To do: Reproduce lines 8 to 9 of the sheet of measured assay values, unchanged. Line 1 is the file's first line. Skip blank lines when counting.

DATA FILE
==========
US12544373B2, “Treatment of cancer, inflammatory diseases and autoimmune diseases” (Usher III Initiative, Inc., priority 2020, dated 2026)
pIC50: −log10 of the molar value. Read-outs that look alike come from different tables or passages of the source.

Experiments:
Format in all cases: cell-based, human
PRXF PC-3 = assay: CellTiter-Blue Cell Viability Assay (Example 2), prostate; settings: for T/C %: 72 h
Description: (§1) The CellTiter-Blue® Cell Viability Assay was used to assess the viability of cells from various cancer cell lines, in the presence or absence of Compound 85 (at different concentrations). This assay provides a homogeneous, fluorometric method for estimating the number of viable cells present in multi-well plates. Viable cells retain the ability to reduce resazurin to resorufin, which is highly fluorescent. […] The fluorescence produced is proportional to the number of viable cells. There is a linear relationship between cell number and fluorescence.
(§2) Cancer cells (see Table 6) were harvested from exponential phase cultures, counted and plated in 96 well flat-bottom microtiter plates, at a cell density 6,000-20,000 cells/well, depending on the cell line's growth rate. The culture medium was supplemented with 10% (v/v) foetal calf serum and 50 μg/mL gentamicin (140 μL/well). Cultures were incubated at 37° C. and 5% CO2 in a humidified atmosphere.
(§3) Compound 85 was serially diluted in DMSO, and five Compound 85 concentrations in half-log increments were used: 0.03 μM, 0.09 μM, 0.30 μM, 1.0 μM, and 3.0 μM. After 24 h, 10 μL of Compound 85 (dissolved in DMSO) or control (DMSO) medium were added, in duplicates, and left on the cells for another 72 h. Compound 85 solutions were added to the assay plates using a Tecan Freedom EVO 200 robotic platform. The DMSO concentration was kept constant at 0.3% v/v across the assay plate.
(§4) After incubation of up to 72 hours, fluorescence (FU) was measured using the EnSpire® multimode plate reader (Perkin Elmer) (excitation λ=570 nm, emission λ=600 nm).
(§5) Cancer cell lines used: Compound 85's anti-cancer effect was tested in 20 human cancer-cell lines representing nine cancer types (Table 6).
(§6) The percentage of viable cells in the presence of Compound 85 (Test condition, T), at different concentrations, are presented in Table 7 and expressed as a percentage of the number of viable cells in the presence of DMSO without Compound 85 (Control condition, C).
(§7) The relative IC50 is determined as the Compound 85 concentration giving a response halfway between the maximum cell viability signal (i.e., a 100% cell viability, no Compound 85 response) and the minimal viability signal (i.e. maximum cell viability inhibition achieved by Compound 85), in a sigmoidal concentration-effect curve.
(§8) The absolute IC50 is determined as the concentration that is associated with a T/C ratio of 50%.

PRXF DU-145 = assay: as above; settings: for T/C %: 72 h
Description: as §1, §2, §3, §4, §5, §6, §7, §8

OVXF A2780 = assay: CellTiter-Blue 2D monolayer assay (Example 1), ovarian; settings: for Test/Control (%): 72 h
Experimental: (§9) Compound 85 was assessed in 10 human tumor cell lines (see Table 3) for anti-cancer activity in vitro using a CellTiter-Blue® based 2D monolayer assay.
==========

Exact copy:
(§3) Compound 85 was serially diluted in DMSO, and five Compound 85 concentrations in half-log increments were used: 0.03 μM, 0.09 μM, 0.30 μM, 1.0 μM, and 3.0 μM. After 24 h, 10 μL of Compound 85 (dissolved in DMSO) or control (DMSO) medium were added, in duplicates, and left on the cells for another 72 h. Compound 85 solutions were added to the assay plates using a Tecan Freedom EVO 200 robotic platform. The DMSO concentration was kept constant at 0.3% v/v across the assay plate.
(§4) After incubation of up to 72 hours, fluorescence (FU) was measured using the EnSpire® multimode plate reader (Perkin Elmer) (excitation λ=570 nm, emission λ=600 nm).